Tennessee and Georgia are two of 36 states where the Centers for Disease Control and Prevention says the flu is widespread.

Federal health officials warned earlier this month that much of the influenza virus circulating in the United States this year has mutated, and that this year's vaccine does not provide much protection.

Vaccines are cooked up months in advance, and flu viruses often mutate. Flu experts say that a flu shot is still the best way to protect yourself — there are many different flu strains covered.

"Influenza vaccination is still the best way to prevent the flu — the vaccine is safe and flu kills," Dr. Carol J. Baker, executive director for the Center for Awareness and Research at Texas Children's Hospital, told NBC News.

READ MORE | Channel 3 Flu Tracker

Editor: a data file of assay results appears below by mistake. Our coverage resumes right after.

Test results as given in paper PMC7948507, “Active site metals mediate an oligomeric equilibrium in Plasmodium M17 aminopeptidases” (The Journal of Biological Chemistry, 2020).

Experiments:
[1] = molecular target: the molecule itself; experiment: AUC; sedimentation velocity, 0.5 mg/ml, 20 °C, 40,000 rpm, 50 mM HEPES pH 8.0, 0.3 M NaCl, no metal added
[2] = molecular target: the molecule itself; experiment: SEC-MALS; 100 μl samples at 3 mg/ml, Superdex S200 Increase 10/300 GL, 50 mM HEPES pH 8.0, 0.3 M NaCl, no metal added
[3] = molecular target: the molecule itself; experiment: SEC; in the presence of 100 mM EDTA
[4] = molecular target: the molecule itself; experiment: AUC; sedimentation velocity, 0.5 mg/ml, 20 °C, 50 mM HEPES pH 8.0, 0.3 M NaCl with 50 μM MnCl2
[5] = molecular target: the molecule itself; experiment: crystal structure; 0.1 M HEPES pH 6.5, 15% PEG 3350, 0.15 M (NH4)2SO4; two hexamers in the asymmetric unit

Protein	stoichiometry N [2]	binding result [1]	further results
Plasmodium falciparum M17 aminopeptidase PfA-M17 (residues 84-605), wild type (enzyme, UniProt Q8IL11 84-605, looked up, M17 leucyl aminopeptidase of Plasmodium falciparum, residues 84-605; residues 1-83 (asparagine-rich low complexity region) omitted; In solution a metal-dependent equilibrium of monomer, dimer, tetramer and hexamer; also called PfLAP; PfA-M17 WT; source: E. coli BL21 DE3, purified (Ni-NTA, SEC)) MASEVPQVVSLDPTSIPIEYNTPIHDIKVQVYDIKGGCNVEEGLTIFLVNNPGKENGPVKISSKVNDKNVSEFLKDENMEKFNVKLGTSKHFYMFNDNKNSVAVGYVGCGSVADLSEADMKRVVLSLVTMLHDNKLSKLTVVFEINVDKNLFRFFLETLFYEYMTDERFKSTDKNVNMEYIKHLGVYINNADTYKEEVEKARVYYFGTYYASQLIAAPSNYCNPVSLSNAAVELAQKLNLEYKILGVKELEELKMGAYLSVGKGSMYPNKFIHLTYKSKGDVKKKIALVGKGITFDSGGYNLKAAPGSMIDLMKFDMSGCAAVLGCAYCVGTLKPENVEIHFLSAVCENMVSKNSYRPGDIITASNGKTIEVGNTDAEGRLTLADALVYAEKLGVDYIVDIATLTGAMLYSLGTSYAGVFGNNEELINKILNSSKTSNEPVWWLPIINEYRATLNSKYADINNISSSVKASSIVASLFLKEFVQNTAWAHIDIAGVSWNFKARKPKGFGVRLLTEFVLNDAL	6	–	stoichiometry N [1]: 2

Health officials recommend washing your hands often, covering your mouth, staying at home if you're sick and getting the flu vaccine. Even though the vaccine is not 100 percent effective, doctors said some protection is better than none at all.

Most experts think that flu viruses are spread mainly by droplets made when people with flu cough, sneeze or talk. These droplets can land in the mouths or noses of people who are nearby or possibly be inhaled into the lungs. Less often, a person might also get flu by touching a surface or object that has flu virus on it and then touching their own mouth or nose.

The CDC's website also says that most healthy adults may be able to infect other people beginning 1 day before symptoms develop and up to 5 to 7 days after becoming sick.

Children may pass the virus for longer than 7 days. Symptoms start 1 to 4 days after the virus enters the body. That means that you may be able to pass on the flu to someone else before you know you are sick, as well as while you are sick. Some people can be infected with the flu virus but have no symptoms. During this time, those persons may still spread the virus to others.